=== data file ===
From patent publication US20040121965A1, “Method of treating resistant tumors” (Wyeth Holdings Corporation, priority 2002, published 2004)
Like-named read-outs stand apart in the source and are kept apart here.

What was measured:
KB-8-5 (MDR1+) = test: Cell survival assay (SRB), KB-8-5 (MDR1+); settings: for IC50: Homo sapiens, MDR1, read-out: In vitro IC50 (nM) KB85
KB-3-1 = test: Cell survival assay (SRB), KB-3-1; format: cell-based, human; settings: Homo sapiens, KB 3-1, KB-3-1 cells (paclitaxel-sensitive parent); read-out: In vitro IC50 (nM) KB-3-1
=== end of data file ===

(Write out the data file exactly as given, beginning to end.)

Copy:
From patent publication US20040121965A1, “Method of treating resistant tumors” (Wyeth Holdings Corporation, priority 2002, published 2004)
Like-named read-outs stand apart in the source and are kept apart here.

What was measured:
KB-8-5 (MDR1+) = test: Cell survival assay (SRB), KB-8-5 (MDR1+); settings: for IC50: Homo sapiens, MDR1, read-out: In vitro IC50 (nM) KB85
KB-3-1 = test: Cell survival assay (SRB), KB-3-1; format: cell-based, human; settings: Homo sapiens, KB 3-1, KB-3-1 cells (paclitaxel-sensitive parent); read-out: In vitro IC50 (nM) KB-3-1